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Go Back   SailNet Community > Skills and Seamanship > Seamanship & Navigation > Conservation of angular momentum
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Thread: Conservation of angular momentum Reply to Thread
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Topic Review (Newest First)
03-02-2012 12:05 AM
BryceGTX
Quote:
Originally Posted by davidpm View Post
There is no danger of large continuous waves.
On occasion a single 1 foot roller comes in caused by the wake of of boat.

In this specific case would some extra weight in the rigging have the effect of damping the sloshing?
Adding mass at the top of the mast will never create more damping. Rather, it somewhat negates the existing damping because the inertia is higher hence the frequency is lower.

That being said, since the natural frequency is lower, you may find the frequency of the waves do not align with the natural frequency of the boat so you can actually get a cancellation.

The more fundamental problem is that the natural frequency changes as the square root of the reciprocal of the inertia. So you need to add a bunch of inertia to have a significant effect on the natural frequency.

No doubt the big benefit to adding inertia is the reduction in frequency with the associated reduction in acceleration.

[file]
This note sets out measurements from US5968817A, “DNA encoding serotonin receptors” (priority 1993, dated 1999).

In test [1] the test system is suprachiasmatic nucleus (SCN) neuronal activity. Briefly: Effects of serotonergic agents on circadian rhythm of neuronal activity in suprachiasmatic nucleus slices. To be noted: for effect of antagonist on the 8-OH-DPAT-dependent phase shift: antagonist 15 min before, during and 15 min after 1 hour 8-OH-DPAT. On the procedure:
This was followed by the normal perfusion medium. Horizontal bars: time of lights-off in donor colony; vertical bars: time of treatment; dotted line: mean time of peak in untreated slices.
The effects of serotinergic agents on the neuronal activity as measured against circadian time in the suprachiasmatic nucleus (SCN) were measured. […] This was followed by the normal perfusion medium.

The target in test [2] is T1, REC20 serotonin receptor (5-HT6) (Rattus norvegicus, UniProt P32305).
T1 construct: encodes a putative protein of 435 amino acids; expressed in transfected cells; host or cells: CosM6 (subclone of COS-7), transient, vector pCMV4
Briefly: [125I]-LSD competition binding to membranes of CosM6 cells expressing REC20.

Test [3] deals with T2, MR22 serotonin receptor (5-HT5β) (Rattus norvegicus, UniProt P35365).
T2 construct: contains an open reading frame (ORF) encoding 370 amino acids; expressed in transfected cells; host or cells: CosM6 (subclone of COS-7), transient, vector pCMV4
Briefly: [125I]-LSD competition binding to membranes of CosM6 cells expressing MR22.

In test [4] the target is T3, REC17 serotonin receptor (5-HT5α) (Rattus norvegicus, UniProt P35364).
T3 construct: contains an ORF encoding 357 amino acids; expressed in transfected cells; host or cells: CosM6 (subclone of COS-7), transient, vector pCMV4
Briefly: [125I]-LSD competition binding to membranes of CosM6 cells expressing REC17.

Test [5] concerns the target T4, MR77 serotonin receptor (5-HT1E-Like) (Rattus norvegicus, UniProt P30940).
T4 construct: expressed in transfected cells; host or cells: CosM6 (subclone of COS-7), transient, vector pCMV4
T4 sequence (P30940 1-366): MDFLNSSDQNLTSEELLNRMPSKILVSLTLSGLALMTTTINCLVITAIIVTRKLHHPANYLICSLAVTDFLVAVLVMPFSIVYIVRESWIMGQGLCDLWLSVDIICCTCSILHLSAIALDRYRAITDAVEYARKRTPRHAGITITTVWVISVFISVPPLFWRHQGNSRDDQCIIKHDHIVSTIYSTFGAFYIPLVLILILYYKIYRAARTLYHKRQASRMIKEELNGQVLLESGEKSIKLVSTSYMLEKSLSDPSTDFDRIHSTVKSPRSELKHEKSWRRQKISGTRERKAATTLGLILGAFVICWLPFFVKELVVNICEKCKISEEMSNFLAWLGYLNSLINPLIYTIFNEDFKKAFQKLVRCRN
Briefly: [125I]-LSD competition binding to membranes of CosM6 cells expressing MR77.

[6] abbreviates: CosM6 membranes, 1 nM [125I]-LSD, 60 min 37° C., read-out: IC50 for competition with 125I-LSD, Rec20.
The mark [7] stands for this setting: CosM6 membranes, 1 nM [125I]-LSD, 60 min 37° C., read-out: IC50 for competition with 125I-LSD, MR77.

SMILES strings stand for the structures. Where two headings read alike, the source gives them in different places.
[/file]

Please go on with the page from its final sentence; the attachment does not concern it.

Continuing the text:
Quote:
Originally Posted by davidpm View Post
However if you hoisted say 50 lbs to the middle of the mast and only in quiet water to reduce rocking due to boat wakes
A more effective way to reduce the rocking is to add damping. AS you pointed out in a following post.. "rocker stoppers". These increase damping which gets right to the heart of the problem.

I think Bene505 was trying to create a similar effect with the anchors and lines. This could also increase the damping and inertia and righting moment. Incidently, the arm to calculate the inertia and righting moment would be half the beam.

Quote:
Originally Posted by Bene505 View Post
Great posts Bryce. Really brilliant.
Thanks for the compliment Brad..

Bryce
03-01-2012 11:55 PM
Capt Len If the roll is getting to you look at paravan stabilizers or flopper stoppers.West coast boats put out their stab poles as they leave the harbour and pull them up as they return.Para vanes are good for 6 knots or so and are great at anchor or drift in offshore conditions too.
03-01-2012 11:50 PM
davidpm
Quote:
Originally Posted by Bene505 View Post
Great posts Bryce. Really brilliant.